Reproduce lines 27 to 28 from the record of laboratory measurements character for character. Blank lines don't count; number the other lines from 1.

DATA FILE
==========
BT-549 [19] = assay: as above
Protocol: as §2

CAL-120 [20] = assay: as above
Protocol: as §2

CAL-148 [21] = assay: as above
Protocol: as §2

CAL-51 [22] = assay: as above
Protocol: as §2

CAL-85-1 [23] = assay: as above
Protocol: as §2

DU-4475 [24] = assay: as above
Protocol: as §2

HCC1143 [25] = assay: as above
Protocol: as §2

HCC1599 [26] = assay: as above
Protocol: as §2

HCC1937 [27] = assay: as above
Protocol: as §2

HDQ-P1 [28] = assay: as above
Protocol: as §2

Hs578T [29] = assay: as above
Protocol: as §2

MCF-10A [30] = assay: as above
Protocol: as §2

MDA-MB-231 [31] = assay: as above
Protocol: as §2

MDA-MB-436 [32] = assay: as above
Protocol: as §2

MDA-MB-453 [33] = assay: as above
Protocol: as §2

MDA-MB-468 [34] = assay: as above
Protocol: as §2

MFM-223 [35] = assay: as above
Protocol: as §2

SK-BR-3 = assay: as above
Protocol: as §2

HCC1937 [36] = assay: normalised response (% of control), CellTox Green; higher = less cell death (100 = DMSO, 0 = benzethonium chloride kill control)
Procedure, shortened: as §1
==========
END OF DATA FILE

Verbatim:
MDA-MB-436 [32] = assay: as above
Protocol: as §2